New Zealand Dance Company ready for launch

Last updated 05:00 07/06/2013
shona mccullagh

IN MOTION: "It's a brave thing to do and lots of people would probably think that it's a stupid thing to do in terms of devoting a huge amount of energy to what is a monumental task of creating a sustainable arts company," says The New Zealand Dance Company's Shona McCullagh

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Until the formation of the Auckland-based The New Zealand Dance Company two years ago, there was only one national dance company – the Royal New Zealand Ballet.

The last time we had two was Limbs Dance Company, which disbanded in 1989. The New Zealand Dance Company co-founder, chief executive and artistic director Shona McCullagh, of Wellington, was a member of Limbs and remembers how important it was not only for her own development but for many dancers – especially once she graduated from the NZ School of Dance at age 21 and faced the big wide world.

"It's not for the faint-hearted, I can tell you."

It was the demise of Limbs that put the wheels in motion for McCullagh's dream to one day have another national fulltime dance company.

"I've always wanted to help generate the opportunities that I felt I received as a dancer in a fulltime company. I really appreciate and value how that contributed to my growth as a dancer. First and foremost as a dancer – if you're not dancing fulltime, it's an equation, you won't progress as quickly," she says. "This is me wanting to really throw a boomerang back."

McCullagh says the likes of Limbs also helped her as a choreographer. The advantage of a fulltime company was that the dancers got used to working together, were in shape and had a good understanding of "the choreographic process", she says.

The goal of The New Zealand Dance Company, which makes its Wellington debut next week, is the same. But McCullagh, who co-founded the company with Frances Turner, says this has only come about after years of trying to get the new company off the ground. "I was working a long time. It's common knowledge that this isn't the first time it [a national dance company] has been attempted. It's a brave thing to do and lots of people would probably think that it's a stupid thing to do in terms of devoting a huge amount of energy to what is a monumental task of creating a sustainable arts company. But Frances and I had worked together for 18 months before we put anything on a stage."

Creative NZ is the company's core funder and there are several sponsors and supporters, including Auckland Council and Dance Aotearoa New Zealand.

The company's North Island touring show Language of Living features six works, including McCullagh's Trees, Birds then People, set to Mondo Rondo by Wellington composer Gareth Farr and performed by The NZTrio. The company performed the work last year in Auckland and the result convinced her to include it on tour.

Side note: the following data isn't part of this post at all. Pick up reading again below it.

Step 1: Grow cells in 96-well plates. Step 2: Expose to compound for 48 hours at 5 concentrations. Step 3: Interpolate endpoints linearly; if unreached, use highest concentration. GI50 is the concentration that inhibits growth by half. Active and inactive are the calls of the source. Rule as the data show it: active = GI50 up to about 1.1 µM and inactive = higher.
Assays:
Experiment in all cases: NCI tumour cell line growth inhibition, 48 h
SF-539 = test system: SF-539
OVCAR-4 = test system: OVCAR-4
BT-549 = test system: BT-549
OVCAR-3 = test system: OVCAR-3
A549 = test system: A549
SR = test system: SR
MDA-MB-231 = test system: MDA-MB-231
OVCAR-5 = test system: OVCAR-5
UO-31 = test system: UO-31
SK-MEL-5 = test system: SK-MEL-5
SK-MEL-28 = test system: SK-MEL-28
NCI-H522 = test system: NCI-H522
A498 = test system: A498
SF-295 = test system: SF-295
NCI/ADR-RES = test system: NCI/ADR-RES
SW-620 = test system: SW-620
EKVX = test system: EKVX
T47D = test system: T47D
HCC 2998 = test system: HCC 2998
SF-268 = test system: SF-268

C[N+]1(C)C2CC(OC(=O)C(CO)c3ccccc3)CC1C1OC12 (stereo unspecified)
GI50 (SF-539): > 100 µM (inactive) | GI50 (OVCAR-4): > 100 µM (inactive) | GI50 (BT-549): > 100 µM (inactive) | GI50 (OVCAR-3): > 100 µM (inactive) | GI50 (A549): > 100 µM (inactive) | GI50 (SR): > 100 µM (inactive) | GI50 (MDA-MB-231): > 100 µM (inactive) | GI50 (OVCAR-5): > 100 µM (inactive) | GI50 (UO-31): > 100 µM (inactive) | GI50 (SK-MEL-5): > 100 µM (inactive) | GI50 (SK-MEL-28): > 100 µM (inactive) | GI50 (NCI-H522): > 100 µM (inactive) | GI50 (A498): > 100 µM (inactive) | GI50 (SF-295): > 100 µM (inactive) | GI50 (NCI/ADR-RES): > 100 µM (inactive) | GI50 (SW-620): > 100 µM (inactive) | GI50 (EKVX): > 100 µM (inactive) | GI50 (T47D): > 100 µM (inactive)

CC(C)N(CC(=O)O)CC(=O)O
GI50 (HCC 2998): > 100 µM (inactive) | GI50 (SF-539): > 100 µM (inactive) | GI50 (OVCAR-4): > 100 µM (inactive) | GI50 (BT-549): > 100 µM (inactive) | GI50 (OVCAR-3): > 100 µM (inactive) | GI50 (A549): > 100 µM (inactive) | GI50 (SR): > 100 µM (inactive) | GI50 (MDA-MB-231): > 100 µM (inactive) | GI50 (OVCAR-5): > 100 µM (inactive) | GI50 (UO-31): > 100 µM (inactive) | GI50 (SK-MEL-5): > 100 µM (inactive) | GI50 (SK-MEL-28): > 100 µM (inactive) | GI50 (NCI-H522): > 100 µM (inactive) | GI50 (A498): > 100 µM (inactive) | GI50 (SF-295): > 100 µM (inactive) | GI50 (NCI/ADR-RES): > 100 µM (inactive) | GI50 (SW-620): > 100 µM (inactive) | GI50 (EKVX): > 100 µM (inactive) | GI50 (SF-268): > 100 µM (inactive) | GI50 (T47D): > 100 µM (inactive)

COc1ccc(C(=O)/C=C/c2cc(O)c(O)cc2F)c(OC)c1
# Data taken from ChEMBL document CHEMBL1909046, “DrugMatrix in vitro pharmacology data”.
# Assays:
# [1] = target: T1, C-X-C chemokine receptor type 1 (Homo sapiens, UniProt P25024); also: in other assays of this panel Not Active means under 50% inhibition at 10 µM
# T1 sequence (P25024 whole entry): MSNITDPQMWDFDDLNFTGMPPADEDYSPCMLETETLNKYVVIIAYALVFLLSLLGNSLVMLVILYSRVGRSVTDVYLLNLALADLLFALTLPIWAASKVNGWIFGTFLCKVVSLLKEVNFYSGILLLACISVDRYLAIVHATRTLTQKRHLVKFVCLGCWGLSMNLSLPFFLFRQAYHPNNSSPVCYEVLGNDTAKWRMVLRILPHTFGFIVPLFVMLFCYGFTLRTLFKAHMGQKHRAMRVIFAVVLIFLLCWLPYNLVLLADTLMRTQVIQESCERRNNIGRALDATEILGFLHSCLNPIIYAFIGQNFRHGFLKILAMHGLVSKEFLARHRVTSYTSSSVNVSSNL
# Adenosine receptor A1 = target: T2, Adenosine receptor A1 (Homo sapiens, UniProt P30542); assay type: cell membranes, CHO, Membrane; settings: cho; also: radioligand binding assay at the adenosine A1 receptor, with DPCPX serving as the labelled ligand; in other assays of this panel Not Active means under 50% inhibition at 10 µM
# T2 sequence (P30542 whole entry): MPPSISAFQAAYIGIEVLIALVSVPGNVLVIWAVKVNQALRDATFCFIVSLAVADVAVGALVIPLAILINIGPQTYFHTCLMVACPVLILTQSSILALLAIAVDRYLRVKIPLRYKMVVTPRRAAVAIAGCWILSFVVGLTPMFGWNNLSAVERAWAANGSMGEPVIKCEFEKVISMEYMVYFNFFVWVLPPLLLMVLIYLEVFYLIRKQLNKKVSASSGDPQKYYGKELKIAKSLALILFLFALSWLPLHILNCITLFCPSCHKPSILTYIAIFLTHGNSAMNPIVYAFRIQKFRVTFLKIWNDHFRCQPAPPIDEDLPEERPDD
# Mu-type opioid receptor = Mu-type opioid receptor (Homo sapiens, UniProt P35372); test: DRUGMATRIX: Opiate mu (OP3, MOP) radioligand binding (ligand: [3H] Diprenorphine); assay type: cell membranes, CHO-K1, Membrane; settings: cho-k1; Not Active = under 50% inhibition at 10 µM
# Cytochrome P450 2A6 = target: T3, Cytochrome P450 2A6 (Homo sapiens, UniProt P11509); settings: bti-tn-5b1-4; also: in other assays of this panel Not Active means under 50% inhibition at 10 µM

"That was a real joy last year. It does make a huge difference [having] the energy of live music. It was a very synergistic relationship between Gareth, myself and the NZTrio reworking the piece for the trio to play. We had lots of fun and the audience really remarked last year on how special it was to have those musicians on stage with us."

Most of the other works are also by Kiwis. Michael Parmenter, one of the country's most lauded choreographers, has the duet Tenerezza performed by Craig Barry and So You Think You Can Dance star Justin Haiu to a live performance of music by CPE Bach.

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Human Human God by Sarah Foster-Sproull is a piece about Generation Y to music by Eden Mulholland from Kiwi indie rock band Motorcade. Release Your Robot by Haiu is inspired by the hip-hop street dance moves "robot" and "liquiding" and features a score by South Auckland trio The Electric Boutique. Its inclusion is part of the company's philosophy of embracing many forms of dance and music and having broad appeal, says McCullagh.

"We wanted to create a programme that we thought would have a good reach into regional audience as well as the main cities. That's a real blessing for dancers too, to be performing a range of work in one programme. I've always said 'I challenge anyone to walk away and not have enjoyed at least one piece'."

One work not by a New Zealander is Faune by the hugely influential Belgian choreographer Anne Teresa De Keersmaeker – she's even accused Beyonce of stealing some of her dance moves – and Englishman Mark Lorimer. It's set to Debussy's The Afternoon of a Faun and performed by Ursula Robb, who has been mentored by De Keersmaeker in Europe.

"It's our very first international work. I absolutely adore her [De Keersmaeker's] work and have admired her for many years, so it's a lovely tying up of a neat parcel of lineages and tangents," she says.

As to the company's plans after the tour, McCullagh says it has been invited to the Holland Dance Festival.

"We have also got interest from Australia ... the Australian market has always traditionally been a tough nut to crack. They are keen on coming here but not so keen on us going there."


Language of Living – The New Zealand Dance Company, Hawke’s Bay Opera House, Hastings
Friday 7 June at 7.30pm and Opera House, Wellington, June 12, 7.30pm

- The Dominion Post


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